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Journal Article

Selective Oxidation: From a Still Immature Technology to the Roots of Catalysis Science


Schlögl,  Robert
Inorganic Chemistry, Fritz Haber Institute, Max Planck Society;

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Schlögl, R. (2016). Selective Oxidation: From a Still Immature Technology to the Roots of Catalysis Science. Topics in Catalysis, 59(17), 1461-1476. doi:10.1007/s11244-016-0684-x.

Cite as: http://hdl.handle.net/11858/00-001M-0000-002B-B273-A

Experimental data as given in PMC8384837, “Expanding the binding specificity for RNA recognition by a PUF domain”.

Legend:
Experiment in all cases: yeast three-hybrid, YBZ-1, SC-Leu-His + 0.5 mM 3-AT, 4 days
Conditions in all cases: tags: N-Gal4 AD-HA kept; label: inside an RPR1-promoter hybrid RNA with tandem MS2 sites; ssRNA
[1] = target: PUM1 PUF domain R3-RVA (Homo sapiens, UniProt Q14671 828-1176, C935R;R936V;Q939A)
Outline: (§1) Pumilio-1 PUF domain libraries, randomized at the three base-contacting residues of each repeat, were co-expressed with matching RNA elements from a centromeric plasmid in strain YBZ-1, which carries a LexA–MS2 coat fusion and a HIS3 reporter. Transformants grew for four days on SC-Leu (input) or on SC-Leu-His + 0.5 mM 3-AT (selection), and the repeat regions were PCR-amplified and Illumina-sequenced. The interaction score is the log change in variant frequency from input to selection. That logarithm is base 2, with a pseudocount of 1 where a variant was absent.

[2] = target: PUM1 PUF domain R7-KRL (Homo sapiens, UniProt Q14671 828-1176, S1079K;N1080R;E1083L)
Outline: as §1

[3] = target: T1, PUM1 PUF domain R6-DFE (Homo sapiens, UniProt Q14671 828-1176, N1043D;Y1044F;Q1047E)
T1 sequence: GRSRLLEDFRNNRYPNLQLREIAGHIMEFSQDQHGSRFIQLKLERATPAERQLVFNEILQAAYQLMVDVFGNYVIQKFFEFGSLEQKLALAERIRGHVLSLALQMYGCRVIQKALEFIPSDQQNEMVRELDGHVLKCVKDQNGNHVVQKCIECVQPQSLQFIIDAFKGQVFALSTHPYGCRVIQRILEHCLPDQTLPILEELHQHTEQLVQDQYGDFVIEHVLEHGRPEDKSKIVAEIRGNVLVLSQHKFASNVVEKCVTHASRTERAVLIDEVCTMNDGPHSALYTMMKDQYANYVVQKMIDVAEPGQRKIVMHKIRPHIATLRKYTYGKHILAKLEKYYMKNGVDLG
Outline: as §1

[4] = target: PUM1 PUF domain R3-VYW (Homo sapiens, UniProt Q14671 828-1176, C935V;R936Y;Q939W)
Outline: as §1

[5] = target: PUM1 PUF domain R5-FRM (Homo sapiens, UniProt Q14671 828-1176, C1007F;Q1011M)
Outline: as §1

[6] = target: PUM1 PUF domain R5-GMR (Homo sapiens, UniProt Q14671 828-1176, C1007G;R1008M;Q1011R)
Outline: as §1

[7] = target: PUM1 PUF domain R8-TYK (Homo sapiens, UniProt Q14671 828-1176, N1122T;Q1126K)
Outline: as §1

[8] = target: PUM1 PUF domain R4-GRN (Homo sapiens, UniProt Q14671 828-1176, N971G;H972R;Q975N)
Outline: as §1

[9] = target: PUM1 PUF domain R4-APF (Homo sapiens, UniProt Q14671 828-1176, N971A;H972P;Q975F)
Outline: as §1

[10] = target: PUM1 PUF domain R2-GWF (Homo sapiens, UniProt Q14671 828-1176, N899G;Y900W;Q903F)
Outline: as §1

The design of heterogeneous selective oxidation catalysts based upon complex metal oxides is governed at present by a set of empirical rules known as “pillars of oxidation catalysis”. They serve as practical guidelines for catalyst development and guide the reasoning about the catalyst role in the process. These rules are, however, not based upon atomistic concepts and thus preclude their immediate application in for example computer-aided search strategies. The present work extends the ideas of the pillar rules and develops the concept of considering a selective oxidation catalyst as enabler for the execution of a reaction network. The enabling function is controlled by mutual interactions between catalyst and reactants. The electronic structure of the catalyst is defined as a bulk semiconductor with a surface state arising form a terminating over layer being different from the structure of the bulk. These components that can be identified by in situ analytical methods form a chemical system with feedback loops, which is responsible for generating selectivity during execution of the reaction network. This concept is based upon physical observables and could allow for a design strategy based upon a kinetic description that combines the processes between reactants with the processes between catalyst and reactants. Such kinetics is not available at present. Few of the constants required are known but many of them are accessible to experimental determination with in situ techniques.